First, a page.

What do you do?
I talk about research to the public. Everyday, I think of ways to communicate to the world about how factors in society can affect the health and well-being of young people. To do this, I first learn about research in psychology, developmental biology and genetics. Then I work with the experts to turn research manuscripts into a story so that everyone can learn about evidence-based facts.
Why did you choose this field?
When I was doing my PhD in vision science, I was on a path to cure an inherited eye condition that could lead to blindness. I realized that being a scientist was not enough. I needed to talk about my research to the people and their families affected by this condition. Then I felt the fulfillment of science communication. It created a community!
What do you look at and think, "I wish younger me would have known this was possible"?
I wish the younger me would have known that reaching out for help to people who inspire me is totally cool. Most leaders are happy to give advice to students. The younger me tried to do everything alone and that’s not always the best way.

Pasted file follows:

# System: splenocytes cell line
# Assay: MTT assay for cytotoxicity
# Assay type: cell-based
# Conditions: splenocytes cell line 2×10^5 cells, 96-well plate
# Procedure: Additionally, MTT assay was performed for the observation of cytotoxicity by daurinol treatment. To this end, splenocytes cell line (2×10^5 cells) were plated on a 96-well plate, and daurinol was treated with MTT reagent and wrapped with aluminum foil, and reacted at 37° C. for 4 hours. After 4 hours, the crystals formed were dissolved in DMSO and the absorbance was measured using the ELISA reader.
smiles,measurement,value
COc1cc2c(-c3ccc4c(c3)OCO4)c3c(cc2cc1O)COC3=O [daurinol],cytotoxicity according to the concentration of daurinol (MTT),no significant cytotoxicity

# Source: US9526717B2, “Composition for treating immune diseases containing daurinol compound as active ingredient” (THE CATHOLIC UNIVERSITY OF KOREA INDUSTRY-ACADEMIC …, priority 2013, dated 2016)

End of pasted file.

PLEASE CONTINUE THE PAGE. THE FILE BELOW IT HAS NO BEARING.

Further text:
Why do you love working in STEM?
I love working in STEM because it’s about learning from the natural world. Nothing is as pure and beautiful as discovery.
Best advice for next generation?
Learn about diversity, inclusion and equity to include people from all walks of life in your network. If you are a person living with a disability — don’t give up! I have a visual disability and I truly believe that the key to solutions is creativity.
Inspo quote / fun fact / role model
“The difference between a broken community and a thriving one is the presence of women who are valued.” — Michelle Obama